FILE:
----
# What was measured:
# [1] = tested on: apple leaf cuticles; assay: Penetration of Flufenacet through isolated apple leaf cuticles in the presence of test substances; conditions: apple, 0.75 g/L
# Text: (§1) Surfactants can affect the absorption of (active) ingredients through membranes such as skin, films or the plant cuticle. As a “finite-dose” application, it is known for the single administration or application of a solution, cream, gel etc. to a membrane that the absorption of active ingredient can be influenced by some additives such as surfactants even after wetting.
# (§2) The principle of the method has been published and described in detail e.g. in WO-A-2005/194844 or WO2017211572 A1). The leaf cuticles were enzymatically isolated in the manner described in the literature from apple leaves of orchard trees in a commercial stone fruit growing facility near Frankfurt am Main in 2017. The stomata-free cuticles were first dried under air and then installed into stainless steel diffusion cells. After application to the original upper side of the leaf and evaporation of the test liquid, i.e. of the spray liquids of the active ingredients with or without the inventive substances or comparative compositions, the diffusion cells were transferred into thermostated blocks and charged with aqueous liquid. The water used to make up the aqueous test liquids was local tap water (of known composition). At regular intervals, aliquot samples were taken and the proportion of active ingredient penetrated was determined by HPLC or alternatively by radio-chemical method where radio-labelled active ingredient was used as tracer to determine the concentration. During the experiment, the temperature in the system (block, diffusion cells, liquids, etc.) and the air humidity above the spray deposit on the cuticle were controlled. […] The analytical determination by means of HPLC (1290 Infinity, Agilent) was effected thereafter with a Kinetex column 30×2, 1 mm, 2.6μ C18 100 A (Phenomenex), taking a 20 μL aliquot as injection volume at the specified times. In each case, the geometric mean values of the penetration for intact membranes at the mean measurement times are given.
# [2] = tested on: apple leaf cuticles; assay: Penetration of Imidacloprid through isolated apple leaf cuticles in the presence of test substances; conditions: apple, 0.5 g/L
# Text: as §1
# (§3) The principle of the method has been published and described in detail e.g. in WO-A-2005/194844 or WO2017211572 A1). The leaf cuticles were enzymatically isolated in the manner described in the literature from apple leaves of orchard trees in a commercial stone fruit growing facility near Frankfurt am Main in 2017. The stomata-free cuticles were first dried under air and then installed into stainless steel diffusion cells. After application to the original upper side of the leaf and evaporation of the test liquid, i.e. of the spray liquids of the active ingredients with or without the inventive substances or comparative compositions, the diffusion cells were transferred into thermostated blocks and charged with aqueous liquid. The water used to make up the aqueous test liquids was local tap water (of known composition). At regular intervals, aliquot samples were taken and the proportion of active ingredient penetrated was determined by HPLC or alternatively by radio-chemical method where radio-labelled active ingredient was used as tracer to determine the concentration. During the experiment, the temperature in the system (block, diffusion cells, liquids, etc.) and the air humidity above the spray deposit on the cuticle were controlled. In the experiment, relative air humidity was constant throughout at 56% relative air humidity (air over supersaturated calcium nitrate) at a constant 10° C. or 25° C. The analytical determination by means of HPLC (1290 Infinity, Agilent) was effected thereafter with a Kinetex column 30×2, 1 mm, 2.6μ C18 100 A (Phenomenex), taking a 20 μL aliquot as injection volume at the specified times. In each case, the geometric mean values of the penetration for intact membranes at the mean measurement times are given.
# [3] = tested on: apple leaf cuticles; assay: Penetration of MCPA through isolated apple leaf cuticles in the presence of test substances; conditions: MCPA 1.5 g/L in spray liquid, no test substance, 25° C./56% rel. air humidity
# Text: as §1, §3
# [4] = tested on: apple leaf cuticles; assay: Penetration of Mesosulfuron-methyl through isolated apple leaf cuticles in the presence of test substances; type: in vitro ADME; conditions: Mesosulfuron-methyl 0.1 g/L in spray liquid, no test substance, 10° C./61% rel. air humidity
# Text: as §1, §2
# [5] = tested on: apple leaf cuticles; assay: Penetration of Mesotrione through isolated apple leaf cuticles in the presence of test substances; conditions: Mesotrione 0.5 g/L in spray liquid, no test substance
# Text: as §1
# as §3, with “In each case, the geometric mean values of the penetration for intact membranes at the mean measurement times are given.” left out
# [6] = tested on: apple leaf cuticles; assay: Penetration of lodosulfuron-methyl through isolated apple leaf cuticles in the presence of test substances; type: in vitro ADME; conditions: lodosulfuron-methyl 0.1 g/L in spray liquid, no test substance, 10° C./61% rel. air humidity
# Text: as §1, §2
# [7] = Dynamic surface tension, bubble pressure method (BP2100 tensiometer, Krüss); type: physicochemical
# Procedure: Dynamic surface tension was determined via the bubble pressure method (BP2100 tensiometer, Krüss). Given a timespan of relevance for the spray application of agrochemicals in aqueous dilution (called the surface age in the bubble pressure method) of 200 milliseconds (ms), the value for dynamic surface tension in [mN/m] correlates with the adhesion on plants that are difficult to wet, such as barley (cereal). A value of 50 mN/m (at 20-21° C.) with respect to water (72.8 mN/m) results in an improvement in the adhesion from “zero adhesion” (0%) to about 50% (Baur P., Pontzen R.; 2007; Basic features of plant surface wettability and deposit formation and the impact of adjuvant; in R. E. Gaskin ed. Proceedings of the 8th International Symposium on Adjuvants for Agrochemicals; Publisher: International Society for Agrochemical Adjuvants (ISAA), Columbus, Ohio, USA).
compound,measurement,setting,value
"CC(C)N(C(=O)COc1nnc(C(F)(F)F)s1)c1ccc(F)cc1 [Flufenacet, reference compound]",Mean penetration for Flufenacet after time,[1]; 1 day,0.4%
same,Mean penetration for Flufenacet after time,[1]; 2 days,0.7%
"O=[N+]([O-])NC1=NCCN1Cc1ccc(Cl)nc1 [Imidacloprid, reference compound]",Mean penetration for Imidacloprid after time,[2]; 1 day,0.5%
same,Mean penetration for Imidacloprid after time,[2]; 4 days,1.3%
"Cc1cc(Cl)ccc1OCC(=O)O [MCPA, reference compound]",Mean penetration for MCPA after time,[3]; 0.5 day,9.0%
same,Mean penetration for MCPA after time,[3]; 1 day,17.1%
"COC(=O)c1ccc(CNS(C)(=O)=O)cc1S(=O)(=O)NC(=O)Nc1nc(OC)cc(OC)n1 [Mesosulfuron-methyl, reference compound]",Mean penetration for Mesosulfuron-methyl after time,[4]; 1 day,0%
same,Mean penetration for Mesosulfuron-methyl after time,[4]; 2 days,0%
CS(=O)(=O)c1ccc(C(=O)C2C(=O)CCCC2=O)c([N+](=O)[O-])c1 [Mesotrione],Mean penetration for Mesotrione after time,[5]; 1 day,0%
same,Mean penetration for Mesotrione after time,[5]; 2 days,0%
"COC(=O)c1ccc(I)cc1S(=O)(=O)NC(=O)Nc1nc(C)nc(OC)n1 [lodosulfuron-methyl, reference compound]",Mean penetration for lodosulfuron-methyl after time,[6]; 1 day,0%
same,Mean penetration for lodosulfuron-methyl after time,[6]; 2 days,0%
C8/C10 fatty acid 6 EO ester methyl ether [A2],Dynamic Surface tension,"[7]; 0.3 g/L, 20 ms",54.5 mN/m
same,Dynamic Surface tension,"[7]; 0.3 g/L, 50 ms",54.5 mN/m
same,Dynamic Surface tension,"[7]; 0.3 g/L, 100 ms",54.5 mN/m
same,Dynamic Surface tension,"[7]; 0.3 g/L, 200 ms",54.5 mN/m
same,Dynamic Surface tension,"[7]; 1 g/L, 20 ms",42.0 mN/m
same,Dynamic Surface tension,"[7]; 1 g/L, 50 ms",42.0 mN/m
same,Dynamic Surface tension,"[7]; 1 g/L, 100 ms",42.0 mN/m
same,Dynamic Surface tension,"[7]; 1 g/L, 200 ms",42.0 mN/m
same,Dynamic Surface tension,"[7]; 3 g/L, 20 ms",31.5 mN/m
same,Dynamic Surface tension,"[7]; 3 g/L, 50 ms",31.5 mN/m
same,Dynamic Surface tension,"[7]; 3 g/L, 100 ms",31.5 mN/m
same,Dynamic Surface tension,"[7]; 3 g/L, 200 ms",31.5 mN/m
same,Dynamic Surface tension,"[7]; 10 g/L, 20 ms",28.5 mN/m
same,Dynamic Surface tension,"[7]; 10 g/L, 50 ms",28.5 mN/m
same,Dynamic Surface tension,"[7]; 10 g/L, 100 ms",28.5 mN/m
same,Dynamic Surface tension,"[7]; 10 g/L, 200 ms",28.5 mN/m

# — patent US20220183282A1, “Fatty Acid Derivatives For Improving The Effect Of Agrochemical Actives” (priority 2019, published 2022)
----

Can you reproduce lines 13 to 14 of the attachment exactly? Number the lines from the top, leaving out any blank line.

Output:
# Text: as §1
# as §3, with “In each case, the geometric mean values of the penetration for intact membranes at the mean measurement times are given.” left out